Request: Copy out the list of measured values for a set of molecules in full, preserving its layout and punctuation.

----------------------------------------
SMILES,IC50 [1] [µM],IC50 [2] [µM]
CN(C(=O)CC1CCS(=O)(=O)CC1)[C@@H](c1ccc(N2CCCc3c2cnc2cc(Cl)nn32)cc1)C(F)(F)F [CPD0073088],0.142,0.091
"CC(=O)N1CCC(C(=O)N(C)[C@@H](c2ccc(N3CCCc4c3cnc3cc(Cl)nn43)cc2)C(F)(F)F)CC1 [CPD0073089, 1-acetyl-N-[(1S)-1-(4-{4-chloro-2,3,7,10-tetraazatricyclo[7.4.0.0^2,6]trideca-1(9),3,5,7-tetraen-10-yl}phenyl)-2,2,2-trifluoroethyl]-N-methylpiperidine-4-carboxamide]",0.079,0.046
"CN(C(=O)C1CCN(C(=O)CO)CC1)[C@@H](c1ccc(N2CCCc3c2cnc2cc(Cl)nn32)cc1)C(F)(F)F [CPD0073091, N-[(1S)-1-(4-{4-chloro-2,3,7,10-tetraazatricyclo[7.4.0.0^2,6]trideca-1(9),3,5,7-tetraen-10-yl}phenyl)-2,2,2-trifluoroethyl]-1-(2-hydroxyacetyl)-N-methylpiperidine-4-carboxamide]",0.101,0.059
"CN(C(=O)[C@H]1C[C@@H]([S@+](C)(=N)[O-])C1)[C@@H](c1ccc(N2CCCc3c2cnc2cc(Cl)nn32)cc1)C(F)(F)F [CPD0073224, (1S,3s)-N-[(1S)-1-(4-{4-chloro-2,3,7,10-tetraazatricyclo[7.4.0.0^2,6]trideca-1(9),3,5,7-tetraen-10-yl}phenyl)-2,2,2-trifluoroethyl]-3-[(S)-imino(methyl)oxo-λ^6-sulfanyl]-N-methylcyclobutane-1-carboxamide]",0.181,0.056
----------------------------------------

SMILES,IC50 [1] [µM],IC50 [2] [µM]
CN(C(=O)CC1CCS(=O)(=O)CC1)[C@@H](c1ccc(N2CCCc3c2cnc2cc(Cl)nn32)cc1)C(F)(F)F [CPD0073088],0.142,0.091
"CC(=O)N1CCC(C(=O)N(C)[C@@H](c2ccc(N3CCCc4c3cnc3cc(Cl)nn43)cc2)C(F)(F)F)CC1 [CPD0073089, 1-acetyl-N-[(1S)-1-(4-{4-chloro-2,3,7,10-tetraazatricyclo[7.4.0.0^2,6]trideca-1(9),3,5,7-tetraen-10-yl}phenyl)-2,2,2-trifluoroethyl]-N-methylpiperidine-4-carboxamide]",0.079,0.046
"CN(C(=O)C1CCN(C(=O)CO)CC1)[C@@H](c1ccc(N2CCCc3c2cnc2cc(Cl)nn32)cc1)C(F)(F)F [CPD0073091, N-[(1S)-1-(4-{4-chloro-2,3,7,10-tetraazatricyclo[7.4.0.0^2,6]trideca-1(9),3,5,7-tetraen-10-yl}phenyl)-2,2,2-trifluoroethyl]-1-(2-hydroxyacetyl)-N-methylpiperidine-4-carboxamide]",0.101,0.059
"CN(C(=O)[C@H]1C[C@@H]([S@+](C)(=N)[O-])C1)[C@@H](c1ccc(N2CCCc3c2cnc2cc(Cl)nn32)cc1)C(F)(F)F [CPD0073224, (1S,3s)-N-[(1S)-1-(4-{4-chloro-2,3,7,10-tetraazatricyclo[7.4.0.0^2,6]trideca-1(9),3,5,7-tetraen-10-yl}phenyl)-2,2,2-trifluoroethyl]-3-[(S)-imino(methyl)oxo-λ^6-sulfanyl]-N-methylcyclobutane-1-carboxamide]",0.181,0.056